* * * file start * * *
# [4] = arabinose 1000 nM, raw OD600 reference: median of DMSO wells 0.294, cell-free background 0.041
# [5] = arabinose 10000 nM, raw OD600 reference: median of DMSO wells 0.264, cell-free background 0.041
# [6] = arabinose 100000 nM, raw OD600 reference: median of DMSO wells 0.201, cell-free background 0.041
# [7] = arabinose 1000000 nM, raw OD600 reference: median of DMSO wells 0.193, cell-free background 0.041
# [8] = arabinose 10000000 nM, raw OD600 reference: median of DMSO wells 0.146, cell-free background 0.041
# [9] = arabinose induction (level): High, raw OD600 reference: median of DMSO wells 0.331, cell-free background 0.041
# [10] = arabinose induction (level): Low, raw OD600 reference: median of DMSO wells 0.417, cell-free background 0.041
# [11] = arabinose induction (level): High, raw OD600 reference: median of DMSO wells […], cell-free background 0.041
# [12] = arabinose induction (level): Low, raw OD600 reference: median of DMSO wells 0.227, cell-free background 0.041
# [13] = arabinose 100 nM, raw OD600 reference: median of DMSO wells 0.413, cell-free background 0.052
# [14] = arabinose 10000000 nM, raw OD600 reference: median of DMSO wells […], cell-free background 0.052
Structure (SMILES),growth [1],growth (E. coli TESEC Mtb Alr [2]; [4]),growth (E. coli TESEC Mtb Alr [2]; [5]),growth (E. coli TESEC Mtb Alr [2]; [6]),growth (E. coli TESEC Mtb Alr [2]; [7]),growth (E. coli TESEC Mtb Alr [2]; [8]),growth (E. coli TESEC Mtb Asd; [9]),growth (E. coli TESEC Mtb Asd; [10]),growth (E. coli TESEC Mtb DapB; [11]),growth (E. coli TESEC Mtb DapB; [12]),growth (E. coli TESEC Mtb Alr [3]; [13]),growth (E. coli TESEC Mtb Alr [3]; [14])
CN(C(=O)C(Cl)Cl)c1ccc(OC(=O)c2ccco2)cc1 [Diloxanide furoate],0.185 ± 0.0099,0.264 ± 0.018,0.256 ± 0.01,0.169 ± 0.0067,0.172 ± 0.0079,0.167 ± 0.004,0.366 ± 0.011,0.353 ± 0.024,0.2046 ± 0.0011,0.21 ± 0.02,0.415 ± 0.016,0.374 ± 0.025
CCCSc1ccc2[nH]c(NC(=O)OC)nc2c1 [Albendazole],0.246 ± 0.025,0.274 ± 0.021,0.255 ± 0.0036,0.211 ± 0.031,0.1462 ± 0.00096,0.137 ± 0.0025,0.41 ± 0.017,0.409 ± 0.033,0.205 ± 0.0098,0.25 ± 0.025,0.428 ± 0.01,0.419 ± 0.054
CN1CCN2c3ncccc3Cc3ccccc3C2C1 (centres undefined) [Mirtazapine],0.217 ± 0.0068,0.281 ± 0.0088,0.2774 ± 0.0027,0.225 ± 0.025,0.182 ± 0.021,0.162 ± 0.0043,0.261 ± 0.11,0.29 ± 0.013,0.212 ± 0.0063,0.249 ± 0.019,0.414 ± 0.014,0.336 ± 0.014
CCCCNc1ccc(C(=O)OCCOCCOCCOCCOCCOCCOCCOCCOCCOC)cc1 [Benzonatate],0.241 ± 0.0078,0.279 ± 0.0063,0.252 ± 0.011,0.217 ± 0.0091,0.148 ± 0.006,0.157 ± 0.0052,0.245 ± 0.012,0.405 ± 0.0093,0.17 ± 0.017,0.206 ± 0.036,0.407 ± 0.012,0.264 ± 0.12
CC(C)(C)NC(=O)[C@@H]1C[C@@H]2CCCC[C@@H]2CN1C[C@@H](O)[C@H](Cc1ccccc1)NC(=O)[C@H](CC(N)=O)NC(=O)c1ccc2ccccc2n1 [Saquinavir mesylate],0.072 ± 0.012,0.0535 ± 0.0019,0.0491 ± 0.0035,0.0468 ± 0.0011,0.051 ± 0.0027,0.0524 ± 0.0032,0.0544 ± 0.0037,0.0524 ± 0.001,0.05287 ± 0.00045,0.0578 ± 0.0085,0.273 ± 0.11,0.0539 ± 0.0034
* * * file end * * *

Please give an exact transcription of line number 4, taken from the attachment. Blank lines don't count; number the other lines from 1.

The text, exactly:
# [7] = arabinose 1000000 nM, raw OD600 reference: median of DMSO wells 0.193, cell-free background 0.041